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Mantashe eases constraints on mining companies' ability to generate own electricity

Minister of Mineral Resources and Energy, Gwede Mantashe, says mining companies will be able to generate their own energy in the light of severe energy constraints. The announcement was received with great applause by thousands of delegates to the Investing in African Mining Indaba in Cape Town. Video and editing: Nicholas Boyd.

3rd February 2020

By: Kim Cloete

Creamer Media Correspondent


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Mineral Resources and Energy Minister Gwede Mantashe has assured mining companies in South Africa they will be able to generate their own energy to counter severe energy constraints.

He also on Monday announced that government would be talking to investors about establishing a generating company outside of Eskom.

Mantashe told delegates at the Investing in African Mining Indaba, in Cape Town, that he was concerned by data released by Statistics South Africa in November that showed a 3.1% year-on-year decrease in mining production.

“This reality forced us to take serious decisions. That is why we have agreed that because of the problems of energy, we must allow our mining companies to generate energy for self-use. You will not need a licence for that. You just need to be registered for that and you can run ahead,” Mantashe said to applause from the delegates during the opening plenary.

“Secondly, we have taken a decision that we will talk to investors about starting a generating company outside of Eskom. This is a security measure, so that as Eskom grapples with the crisis, and the problems, we must have a failsafe option of providing energy.” He said this was particularly important, with "the pressure" to close to number of coal-fired power stations.

“We must start generating energy and ensure we go back to the comfortable days when we had a surplus of energy.”

He said the price of energy was one of the major problems facing the country.

“If electricity is expensive, the economy is de-industrialising.”

Mantashe said although platinum group metals (PGMs), coal and iron-ore contributed most to the decline in production last year, non-metallic minerals made significant positive contribution to production.

“Average prices for most commodities are expected to remain relatively flat or have marginal growth in 2020 and beyond. This will provide a better basis for most mining projects in the coming years.”

Mantashe said the government had noted “with concern” the recent announcements for planned retrenchments as high unemployment was a threat to the economy.

“The 2018/19 Annual Report of the Council for Conciliation, Mediation and Arbitration highlights Section 189 retrenchments in the mining sector as the second-largest contributor of job losses after the construction sector. Stakeholders and social partners and the department must dialogue to find ways [to mitigate] against job losses.”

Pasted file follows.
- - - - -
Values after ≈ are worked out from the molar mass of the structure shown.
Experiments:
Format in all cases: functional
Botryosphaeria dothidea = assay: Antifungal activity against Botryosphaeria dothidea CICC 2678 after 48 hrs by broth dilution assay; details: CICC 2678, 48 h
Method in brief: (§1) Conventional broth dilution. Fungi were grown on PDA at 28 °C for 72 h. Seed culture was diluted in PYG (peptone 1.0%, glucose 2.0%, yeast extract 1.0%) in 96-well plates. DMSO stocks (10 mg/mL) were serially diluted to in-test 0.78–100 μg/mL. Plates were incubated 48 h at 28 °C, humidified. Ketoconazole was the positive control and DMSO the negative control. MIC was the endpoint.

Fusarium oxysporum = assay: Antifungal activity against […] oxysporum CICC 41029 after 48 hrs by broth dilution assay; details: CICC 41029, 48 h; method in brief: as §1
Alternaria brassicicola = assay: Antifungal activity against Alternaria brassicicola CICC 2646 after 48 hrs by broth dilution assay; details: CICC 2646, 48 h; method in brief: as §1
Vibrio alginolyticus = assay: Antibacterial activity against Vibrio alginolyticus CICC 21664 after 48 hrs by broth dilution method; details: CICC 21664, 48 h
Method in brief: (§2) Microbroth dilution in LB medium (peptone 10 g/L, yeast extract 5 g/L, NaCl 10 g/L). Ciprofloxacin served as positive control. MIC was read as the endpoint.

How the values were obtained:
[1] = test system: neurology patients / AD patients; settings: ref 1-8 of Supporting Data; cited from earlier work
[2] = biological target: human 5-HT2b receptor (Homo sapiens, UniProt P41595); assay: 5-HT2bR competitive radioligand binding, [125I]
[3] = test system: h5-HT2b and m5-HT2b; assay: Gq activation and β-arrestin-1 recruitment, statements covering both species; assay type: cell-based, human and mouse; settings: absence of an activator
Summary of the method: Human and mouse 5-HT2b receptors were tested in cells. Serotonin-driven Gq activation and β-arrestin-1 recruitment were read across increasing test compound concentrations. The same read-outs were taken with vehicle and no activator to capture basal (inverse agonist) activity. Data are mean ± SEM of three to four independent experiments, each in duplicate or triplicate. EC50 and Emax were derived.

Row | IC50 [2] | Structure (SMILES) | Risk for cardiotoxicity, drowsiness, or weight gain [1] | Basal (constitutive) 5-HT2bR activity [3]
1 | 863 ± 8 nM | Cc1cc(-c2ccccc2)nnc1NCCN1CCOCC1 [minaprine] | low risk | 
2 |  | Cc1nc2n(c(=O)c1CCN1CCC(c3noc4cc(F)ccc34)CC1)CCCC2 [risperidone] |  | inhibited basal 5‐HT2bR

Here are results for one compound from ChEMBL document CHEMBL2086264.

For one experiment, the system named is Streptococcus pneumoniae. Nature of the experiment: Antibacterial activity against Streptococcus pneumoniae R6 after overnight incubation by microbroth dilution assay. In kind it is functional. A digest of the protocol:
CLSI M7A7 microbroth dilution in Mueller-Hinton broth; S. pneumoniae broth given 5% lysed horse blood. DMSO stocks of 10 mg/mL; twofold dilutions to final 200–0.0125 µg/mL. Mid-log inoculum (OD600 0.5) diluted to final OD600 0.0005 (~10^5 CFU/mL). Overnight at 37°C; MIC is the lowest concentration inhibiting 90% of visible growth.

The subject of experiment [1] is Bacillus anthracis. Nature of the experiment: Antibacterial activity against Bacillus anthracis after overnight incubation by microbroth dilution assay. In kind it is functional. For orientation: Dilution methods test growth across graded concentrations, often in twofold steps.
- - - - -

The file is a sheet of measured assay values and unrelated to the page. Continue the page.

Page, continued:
The Minister said one of the department’s priorities was to provide more policy and regulatory certainty, as this was key to attracting investors.

“The more we engage with the investor sector, the better the regulatory framework.”

Mantashe said the government also wanted to see more exploration taking place.

“The intention is to grow the national target from below 5% to respectable levels within the next few years.”

He said the government had invested in the integrated and multidisciplinary geoscience mapping programme.  

“Early results are uncovering previously undefined geological features that may host significant mineral wealth. For example, recently defined extensions of greenstone belts that may host hydrothermal mineral deposits and alkaline complexes. These may yet prove to host rare earth elements and other critical mineral resources.”

Mantashe said one of the challenges that was putting pressure on Eskom was using diesel as a peak source of energy. He said the intention was to replace diesel use with hydrogen fuel cell technology.

“Together with Anglo Platinum, the department, through our agency Mintek, is working on using hydro-fuel cells as an energy source for the mining trucks. The intention is to replace diesel usage with hydro-fuel cell technology. This is a major and innovative project that will have a significant impact on low carbon emissions.”

The Minister also called on mining companies to take seriously the communities on whose land they mine.

“It is important to see communities as partners rather than enemies, because if they protect your mining operations they feel as if it belongs to them…but if treated as foreign agents in the mining communities, then this will create lots of problems, with disruptions.”

Mantashe said he was pleased with the drop in fatalities in the mining sector in 2019.

“The health and safety of employees is a key priority. Together we made significant progress in 2019, reducing fatalities from 81 in 2018 to 51 in 2019. This is a record low and evidence that a fatality-free mining industry is possible. We must redouble our efforts to reach our goal of zero harm.”

Edited by Creamer Media Reporter



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